Sysco is a huge and highly visible company with a commitment to safety as big as the business itself. It has more than 9,500 power units serving the U.S. and Canada from some 165 primary operating locations across North America.
When Al Dibens, senior director of safety, security and business continuity management, joined the company, he brought with him some experience with DriveCam, so he recommended it to Sysco as a way to further improve fleet safety and reduce costs.
“Looking backwards, we would customarily have seven or eight serious accidents per year,” he says. “They not only caused injuries and damage, but those more serious incidents were very costly, too.”
It was also expensive when accidents were not the fault of Sysco drivers. “In the past, there could be a lot of finger-pointing when one of our drivers was in an accident [where there were no other witnesses to vouch for him or her],” recalls Dibens. “Then we would have to go to court to defend ourselves.”
In addition to these more readily quantifiable issues, continuous improvement is always a goal at Sysco, says Dibens, so a system that could help enforce existing company safety policies and practices was of real interest.
“I had prior experience with DriveCam and it made a lot of sense,” Dibens says, “so in November 2009, Sysco decided to initiate a pilot study of the system and that proved it out.”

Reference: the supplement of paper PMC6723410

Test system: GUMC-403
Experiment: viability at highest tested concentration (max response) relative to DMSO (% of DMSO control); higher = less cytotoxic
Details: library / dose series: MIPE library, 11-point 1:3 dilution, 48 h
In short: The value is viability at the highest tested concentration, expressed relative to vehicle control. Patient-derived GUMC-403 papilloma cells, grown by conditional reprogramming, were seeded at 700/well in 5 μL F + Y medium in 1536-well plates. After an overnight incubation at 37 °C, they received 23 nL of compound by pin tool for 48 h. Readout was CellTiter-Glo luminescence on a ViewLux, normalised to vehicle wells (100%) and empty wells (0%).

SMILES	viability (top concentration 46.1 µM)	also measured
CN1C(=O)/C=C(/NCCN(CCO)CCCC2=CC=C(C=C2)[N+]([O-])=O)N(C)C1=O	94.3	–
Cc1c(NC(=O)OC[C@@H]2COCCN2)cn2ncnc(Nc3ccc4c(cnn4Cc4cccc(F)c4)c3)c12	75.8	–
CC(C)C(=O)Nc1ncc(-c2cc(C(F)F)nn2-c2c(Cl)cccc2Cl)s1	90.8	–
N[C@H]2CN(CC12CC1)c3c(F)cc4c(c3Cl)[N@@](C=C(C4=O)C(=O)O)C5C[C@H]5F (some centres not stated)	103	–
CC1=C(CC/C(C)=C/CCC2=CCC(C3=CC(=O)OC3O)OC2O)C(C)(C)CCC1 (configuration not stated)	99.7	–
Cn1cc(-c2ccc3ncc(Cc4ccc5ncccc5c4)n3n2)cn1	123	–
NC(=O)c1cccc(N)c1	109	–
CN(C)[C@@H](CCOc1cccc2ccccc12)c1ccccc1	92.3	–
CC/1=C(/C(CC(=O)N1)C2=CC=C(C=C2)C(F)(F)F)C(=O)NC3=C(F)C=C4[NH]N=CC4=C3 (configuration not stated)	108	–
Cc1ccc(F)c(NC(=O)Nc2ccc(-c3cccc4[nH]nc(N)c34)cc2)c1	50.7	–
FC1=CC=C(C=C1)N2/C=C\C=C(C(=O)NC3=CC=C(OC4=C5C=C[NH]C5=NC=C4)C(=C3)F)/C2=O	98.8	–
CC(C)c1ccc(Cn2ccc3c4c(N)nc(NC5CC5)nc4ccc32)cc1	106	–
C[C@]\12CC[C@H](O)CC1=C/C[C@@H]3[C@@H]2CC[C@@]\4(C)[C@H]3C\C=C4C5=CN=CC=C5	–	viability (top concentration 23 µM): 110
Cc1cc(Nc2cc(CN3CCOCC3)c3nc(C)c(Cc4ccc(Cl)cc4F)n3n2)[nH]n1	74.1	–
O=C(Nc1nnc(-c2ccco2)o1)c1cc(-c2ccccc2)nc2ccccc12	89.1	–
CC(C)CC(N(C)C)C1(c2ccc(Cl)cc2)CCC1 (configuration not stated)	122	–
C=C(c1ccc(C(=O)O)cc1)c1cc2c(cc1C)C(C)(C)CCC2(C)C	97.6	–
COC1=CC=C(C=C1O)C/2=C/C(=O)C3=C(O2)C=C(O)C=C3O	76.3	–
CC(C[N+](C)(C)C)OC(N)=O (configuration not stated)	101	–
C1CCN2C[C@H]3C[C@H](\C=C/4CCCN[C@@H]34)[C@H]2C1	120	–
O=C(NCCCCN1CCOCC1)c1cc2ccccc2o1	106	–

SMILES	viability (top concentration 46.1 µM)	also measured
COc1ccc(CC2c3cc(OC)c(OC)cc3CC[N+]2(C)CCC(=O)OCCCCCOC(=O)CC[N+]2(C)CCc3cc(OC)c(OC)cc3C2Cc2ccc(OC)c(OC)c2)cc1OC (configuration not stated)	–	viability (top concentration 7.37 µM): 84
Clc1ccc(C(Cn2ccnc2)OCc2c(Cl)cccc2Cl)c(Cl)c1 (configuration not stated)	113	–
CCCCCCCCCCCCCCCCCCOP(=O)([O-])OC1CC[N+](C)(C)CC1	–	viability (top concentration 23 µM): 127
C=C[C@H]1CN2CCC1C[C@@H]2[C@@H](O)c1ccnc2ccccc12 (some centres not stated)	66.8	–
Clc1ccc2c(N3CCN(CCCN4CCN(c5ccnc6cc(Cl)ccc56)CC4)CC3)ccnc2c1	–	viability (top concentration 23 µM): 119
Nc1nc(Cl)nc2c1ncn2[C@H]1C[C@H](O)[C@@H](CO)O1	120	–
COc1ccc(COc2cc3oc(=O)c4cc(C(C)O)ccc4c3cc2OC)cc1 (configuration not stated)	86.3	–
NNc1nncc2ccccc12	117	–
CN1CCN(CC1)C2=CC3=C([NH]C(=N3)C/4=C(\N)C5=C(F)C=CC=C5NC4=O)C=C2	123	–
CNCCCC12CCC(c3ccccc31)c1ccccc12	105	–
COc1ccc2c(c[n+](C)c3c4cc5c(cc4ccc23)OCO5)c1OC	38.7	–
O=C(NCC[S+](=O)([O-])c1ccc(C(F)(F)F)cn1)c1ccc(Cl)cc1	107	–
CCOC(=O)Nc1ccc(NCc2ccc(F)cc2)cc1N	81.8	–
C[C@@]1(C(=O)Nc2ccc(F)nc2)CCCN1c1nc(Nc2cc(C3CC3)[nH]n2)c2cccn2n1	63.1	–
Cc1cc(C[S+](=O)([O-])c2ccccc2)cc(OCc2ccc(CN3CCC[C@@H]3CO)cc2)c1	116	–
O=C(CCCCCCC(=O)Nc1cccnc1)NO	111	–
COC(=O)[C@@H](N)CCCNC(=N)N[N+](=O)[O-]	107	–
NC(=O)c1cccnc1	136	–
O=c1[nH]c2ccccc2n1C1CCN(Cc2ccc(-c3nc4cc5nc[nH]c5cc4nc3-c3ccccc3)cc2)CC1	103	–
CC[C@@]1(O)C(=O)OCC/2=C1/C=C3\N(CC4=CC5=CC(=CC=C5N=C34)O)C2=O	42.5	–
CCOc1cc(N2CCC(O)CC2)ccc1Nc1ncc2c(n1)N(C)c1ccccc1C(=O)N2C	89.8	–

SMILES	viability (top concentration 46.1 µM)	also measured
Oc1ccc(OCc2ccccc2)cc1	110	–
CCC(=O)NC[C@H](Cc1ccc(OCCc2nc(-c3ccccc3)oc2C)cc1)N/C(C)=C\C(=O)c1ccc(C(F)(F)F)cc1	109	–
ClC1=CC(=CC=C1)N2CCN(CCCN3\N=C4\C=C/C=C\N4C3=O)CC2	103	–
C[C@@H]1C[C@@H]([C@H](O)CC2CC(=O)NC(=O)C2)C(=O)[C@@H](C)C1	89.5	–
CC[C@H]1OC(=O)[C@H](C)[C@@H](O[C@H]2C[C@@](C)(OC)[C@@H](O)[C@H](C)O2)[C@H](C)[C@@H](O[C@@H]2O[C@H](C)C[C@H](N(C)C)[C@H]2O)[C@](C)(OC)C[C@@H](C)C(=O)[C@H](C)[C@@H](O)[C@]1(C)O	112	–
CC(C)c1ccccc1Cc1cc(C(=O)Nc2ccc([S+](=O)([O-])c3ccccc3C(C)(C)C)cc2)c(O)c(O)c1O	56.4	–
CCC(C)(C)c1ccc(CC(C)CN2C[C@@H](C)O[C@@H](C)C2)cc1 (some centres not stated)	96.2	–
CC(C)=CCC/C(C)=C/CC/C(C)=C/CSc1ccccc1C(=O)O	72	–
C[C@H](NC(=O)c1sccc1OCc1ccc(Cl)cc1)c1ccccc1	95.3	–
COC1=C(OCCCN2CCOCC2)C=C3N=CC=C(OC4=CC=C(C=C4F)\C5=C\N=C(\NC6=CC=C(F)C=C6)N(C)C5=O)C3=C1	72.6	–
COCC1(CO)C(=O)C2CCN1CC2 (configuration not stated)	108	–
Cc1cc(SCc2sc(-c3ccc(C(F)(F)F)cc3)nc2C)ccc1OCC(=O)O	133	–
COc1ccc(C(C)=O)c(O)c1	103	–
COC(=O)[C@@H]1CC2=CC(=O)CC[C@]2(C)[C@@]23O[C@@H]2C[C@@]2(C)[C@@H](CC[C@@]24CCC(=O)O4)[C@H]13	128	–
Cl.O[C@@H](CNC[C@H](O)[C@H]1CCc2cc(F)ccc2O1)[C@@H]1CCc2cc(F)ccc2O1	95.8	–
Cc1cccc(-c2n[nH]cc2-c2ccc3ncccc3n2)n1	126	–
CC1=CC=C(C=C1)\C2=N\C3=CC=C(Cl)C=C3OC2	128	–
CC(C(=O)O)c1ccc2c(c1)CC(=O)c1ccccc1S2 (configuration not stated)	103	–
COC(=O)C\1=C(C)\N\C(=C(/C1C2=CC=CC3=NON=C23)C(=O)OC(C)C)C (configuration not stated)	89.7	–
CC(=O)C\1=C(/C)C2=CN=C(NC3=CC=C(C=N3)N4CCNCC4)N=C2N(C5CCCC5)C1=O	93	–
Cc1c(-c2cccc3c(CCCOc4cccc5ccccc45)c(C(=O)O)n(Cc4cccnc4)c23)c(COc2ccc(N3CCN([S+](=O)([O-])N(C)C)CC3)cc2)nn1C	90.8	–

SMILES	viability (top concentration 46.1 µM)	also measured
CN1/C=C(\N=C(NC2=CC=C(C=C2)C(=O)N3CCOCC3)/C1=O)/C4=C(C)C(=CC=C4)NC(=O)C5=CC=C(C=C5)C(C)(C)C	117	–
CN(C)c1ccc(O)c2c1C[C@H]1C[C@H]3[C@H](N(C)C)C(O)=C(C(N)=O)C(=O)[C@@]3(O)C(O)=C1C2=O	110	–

Right from the beginning, Dibens says that drivers began acting differently and things began changing.
“We had a 30-day learning window,” he says, “but drivers began acting differently even before we started using DriveCam to help us enforce our policies and procedures.
“Drivers can push a button to activate the camera if an incident occurs that is too minor to automatically activate it,” he illustrates. “Very early on, a new driver did just that and was exonerated for an accident that the at-fault driver had claimed our driver caused.”
“In another case, a city claimed that a Sysco truck had damaged an empty school bus. After sharing the DriveCam video clip with the city, however, they paid to repair the truck instead,” Dibens says.
Based upon its early experiences with DriveCam, the company decided to accelerate the fleet-wide system rollout, which was originally planned to take place over five years. Today, implementation is about 95% complete, according to Dibens, and the benefits continue to mount. The company is also close to payback after just 2.5 years.
“Since [installing] DriveCam, we have maybe one or two serious accidents per year, sometimes none. This is significant, not only for the injuries prevented but for the cost savings,” he says. The company has also saved money by not having to go to court to defend itself when Sysco is in the right.
“Dock bumping accidents even went down after we deployed DriveCam,” Dibens notes. “Drivers back up more gently than before. They treat their vehicles better.”
Once or twice a month, another vehicle also hits one of Sysco’s parked trucks, according to Dibens.
“Thanks to DriveCam,” he notes, “we often get a photo that shows the logo and license plate of the truck that damaged one of ours. “I think the system points out how good our drivers really are,” Dibens adds. “Good drivers realize it can save their jobs. Less careful drivers realize they have to play by the rules. Overall, our safety record is positive and DriveCam is a part of that.”